Opinion | I’m an E.R. Doctor in Michigan, Where Unvaccinated People Are Filling Hospital Beds

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By Rob Davidson

Dr. Davidson is an emergency physician in a rural area of West Michigan, which is experiencing a Covid surge.

Recently a patient in his 70s came seeking care at the small rural hospital in West Michigan where I’ve worked as an emergency physician for two decades. He had tested positive for the coronavirus earlier in the week, was running a high fever and struggled to breathe. When asked if he’d been vaccinated, he snapped back, “I don’t approve of the vaccine.”

A few days later, a young patient sick with Covid-19 was admitted with dangerously low blood oxygen levels. His spouse and infant child came in to say goodbye just before he was sedated and intubated. “I don’t think I’ll see you again,” he said. He died before the end of the week. He was unvaccinated.

As of last Monday, nine hospitals in Michigan were 100 percent full, and at least 20 others were at or above 90 percent capacity. Statewide, nearly one in four hospital patients has a confirmed or suspected case of Covid-19. In the last few weeks, my hospital has been consistently at or near capacity and nearly every day the vast majority of those patients are sick with Covid-19. Nearly all have been unvaccinated.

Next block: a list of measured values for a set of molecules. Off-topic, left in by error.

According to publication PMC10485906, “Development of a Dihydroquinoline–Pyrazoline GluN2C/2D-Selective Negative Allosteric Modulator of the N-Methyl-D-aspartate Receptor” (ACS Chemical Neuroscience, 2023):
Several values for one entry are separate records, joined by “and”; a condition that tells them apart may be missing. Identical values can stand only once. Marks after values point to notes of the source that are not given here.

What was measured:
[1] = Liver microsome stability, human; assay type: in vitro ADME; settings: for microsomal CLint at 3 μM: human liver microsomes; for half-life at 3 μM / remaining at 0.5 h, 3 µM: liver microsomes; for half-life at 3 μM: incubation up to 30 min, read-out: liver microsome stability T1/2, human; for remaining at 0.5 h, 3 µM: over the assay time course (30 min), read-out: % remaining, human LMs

In a small hospital, our patients are our neighbors, friends and old high school classmates. The profound sadness of failing to save a life hits us every time. Familiarity deepens our sadness, but more and more we feel frustrated and angry. Losing a patient is never easy. Losing one so senselessly, when the death could have been avoided with a free, safe and effective vaccine, is devastating.

I often feel full of trauma, guilt and despair. I’m mad at the Fox News personalities and the Republican politicians who downplay vaccination. I’m frustrated with people who aren’t doing more to protect themselves and their loved ones. Sometimes, I’m just mad with a kind of seething aimless anger. But even on the hardest days I box my emotions and get back to the work of caring for patients because I made a commitment to heal people, not hold grudges.

On some shifts, the stress in the air is palpable. My colleagues and I know the patients are piling up, but there just are not enough nurses to properly triage everyone. A patient experiencing heart failure waits in an emergency room because inpatient rooms upstairs are all occupied. Patients who need surgery can’t be transferred because nearly every hospital within a two-hour drive is near or at capacity, too.

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